NYS Department of Environmental Conservation issues revised general permit for stormwater discharges from construction activity

Harris Beach, LLC
Gene Kelly

March 1, 2020

First Published on February 4, 2020

On January 29, 2020, the NYS Department of Environmental Conservation (“DEC”) issued a new and revised State Pollutant Discharge Elimination System (SPDES) General Permit for Stormwater Discharges from Construction Activity (GP-0-20-001), replacing the previous general permit (GP-0-15-002). The new permit, like its predecessor, governs discharges of stormwater to surface waters of the State from construction activities.  It may also authorize discharges of stormwater to groundwater in cases where DEC has determined that a permit is necessary.

Summary of Significant Changes

For owners or operators of sites located in Municipal Separate Storm Sewer Systems (MS4), the revised General Permit requires the owner or operator to provide notification, in writing, of changes in ownership or operation of a construction activity. This requirement has been added to ensure that the MS4 is aware of the responsible party for a construction activity under its jurisdiction.

The new General Permit includes additional criteria under “Erosion and Sediment Controls” to comply with recent updates adopted by U.S. EPA under EPA’s 2017 General Permit for Stormwater Associated with Construction Activities, later modified in June 2019. These criteria concern peak flow rates and total stormwater volume, as well as a requirement for minimizing dust.

Among the more significant changes in the revised General Permit is the determination to eliminate coverage under the General Permit for “steep slope” areas that are greater than or equal to 25% grades, as determined by U.S. Department of Agriculture Soil Slope Phase D soils. This designation, deemed necessary because of the increased potential for erosion from construction on steep slopes, will require coverage for construction activities under an individual permit.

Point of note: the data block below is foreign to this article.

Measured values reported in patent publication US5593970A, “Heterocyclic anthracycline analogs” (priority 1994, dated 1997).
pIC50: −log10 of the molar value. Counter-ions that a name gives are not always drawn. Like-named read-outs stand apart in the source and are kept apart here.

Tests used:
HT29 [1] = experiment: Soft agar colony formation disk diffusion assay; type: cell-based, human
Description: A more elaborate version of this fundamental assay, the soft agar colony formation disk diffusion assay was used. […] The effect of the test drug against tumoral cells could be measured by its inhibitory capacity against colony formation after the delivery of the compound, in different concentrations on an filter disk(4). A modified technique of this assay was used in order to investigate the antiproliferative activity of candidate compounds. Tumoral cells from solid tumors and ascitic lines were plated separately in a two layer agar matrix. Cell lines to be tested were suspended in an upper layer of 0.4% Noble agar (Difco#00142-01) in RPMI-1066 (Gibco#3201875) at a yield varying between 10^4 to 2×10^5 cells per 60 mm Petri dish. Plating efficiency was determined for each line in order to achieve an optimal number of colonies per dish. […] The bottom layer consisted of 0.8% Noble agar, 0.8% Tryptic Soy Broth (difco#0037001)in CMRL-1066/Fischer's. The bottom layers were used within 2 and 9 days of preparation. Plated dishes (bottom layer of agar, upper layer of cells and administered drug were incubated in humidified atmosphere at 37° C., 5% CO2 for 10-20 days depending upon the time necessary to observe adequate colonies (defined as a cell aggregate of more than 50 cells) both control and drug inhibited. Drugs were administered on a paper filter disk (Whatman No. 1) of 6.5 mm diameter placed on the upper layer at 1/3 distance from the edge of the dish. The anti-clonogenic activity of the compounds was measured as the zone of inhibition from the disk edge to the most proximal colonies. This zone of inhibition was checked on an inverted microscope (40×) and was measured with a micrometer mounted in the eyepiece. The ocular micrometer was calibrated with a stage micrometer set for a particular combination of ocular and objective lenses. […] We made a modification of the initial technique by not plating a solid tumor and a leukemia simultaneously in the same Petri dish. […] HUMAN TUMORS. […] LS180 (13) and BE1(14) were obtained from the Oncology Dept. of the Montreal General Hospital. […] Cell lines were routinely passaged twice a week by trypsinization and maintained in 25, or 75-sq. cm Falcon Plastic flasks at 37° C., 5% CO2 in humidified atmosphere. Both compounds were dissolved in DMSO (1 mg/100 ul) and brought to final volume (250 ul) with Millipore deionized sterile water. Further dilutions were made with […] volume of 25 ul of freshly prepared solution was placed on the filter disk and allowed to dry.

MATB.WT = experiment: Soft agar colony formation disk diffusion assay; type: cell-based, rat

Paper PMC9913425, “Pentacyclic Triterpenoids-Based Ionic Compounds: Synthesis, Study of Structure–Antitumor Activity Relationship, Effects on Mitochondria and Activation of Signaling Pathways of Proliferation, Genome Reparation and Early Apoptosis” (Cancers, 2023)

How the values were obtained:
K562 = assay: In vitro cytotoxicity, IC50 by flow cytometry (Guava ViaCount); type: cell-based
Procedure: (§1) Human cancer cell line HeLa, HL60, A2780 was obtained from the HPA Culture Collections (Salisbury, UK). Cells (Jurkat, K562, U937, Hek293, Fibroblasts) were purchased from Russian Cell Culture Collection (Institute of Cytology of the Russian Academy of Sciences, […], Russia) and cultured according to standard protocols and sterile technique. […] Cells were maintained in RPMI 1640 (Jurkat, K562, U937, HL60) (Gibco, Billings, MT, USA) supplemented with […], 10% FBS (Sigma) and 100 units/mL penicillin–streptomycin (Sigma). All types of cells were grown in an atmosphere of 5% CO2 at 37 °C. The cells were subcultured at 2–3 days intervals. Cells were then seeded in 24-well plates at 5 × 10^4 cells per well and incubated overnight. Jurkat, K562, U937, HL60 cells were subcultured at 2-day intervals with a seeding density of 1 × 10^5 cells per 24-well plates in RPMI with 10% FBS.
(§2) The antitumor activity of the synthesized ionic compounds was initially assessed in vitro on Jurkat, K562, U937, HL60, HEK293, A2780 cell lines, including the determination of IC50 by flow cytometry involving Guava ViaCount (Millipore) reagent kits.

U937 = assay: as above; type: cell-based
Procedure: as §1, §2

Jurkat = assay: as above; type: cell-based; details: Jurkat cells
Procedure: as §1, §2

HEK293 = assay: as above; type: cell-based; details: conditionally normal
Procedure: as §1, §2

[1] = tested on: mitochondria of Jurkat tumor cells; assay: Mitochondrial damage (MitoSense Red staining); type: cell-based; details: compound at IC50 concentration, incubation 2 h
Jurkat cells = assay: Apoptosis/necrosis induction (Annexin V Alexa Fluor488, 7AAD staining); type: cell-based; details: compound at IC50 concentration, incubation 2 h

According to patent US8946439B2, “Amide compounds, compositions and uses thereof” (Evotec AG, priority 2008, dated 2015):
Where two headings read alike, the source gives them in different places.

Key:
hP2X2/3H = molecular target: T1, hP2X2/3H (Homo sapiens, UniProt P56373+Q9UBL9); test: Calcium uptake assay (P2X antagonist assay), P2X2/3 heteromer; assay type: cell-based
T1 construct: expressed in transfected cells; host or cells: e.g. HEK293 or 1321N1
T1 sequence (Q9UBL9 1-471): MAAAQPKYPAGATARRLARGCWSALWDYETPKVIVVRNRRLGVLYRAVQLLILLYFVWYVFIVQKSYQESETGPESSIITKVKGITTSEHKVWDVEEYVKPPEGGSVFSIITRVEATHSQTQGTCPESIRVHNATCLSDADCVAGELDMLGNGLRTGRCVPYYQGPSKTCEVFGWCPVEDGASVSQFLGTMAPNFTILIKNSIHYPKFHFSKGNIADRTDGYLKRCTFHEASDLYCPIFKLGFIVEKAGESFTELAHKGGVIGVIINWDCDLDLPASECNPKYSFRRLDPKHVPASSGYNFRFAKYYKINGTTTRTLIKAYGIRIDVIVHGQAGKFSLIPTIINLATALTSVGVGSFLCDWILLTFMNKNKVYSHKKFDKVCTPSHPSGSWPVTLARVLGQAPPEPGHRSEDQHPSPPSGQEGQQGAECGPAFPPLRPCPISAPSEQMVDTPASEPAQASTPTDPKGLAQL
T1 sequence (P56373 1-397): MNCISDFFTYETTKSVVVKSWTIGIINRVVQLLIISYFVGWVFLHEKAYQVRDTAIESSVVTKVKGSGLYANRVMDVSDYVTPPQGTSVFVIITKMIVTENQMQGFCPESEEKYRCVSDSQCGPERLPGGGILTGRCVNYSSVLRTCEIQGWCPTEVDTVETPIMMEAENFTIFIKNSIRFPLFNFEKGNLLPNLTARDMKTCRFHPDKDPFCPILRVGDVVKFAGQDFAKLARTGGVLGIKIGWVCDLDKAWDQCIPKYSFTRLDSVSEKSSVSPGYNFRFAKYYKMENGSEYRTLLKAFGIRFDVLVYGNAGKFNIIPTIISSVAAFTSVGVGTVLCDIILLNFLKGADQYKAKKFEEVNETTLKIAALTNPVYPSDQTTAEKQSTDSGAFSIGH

The revised General Permit defines the term “Qualified Inspector” to clarify that individuals holding a current certificate under the “New York State Erosion and Sediment Control Certificate Program” are qualified to meet the inspection requirements of the permit.  This program also satisfies certification requirements for “Trained Contractors.” In the past, there may have been some confusion concerning the qualifications necessary to fulfill these roles.

Tables 1 and 2 of Appendix B to the revised General Permit include several additional types of construction activity and clarify required SWPPP components for several types of construction activity.  In addition, the revised General Permit clarifies that the owner or operator must amend the SWPPP and construction drawings to document final construction conditions.

Appendix E of the revised General Permit includes the 2016 NYS Section 303(d) list of Impaired/TMDL waters for waterbody segments impaired by silt, sediment or nutrients.

Until December 21, 2020, permittees will continue to be able to file the Notice of Intent (NOI) either electronically or in paper form. Beginning on that date, all NOIs must be filed electronically using the DEC’s online NOI.


With the adoption of the revised General Permit, it will be necessary for current permittees to become knowledgeable about its contents and, in particular, to review current operations in order to ensure continued compliance with applicable requirements.

This article is being provided for informational purposes only and not for the purposes of providing legal advice or creating an attorney-client relationship. You should contact an attorney to obtain advice with respect to any particular issue or problem you may have. In addition, the opinions expressed herein are the opinions of Mr. Kelly and may not reflect the opinions of Synergy Environmental, Inc., Harris Beach, LLC or either of those firms’ clients.

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